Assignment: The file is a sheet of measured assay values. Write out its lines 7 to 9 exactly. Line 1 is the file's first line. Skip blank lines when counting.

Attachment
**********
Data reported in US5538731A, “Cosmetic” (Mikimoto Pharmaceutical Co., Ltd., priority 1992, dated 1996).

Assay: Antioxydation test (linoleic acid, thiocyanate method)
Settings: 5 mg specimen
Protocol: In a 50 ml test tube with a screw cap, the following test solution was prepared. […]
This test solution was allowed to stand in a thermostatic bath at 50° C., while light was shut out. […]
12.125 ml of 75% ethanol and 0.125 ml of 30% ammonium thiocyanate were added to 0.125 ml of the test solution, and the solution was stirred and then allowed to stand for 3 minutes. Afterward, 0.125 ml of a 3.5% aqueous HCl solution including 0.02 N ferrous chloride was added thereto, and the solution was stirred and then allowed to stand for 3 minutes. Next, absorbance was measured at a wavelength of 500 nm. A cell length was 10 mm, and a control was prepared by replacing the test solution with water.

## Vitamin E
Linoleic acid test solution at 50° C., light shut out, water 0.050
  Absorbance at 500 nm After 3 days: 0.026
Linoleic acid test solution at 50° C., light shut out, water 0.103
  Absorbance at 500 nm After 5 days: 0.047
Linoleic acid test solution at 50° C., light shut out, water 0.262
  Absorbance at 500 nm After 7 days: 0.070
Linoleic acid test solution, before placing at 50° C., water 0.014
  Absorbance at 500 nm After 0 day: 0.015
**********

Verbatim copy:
## Vitamin E
Linoleic acid test solution at 50° C., light shut out, water 0.050
  Absorbance at 500 nm After 3 days: 0.026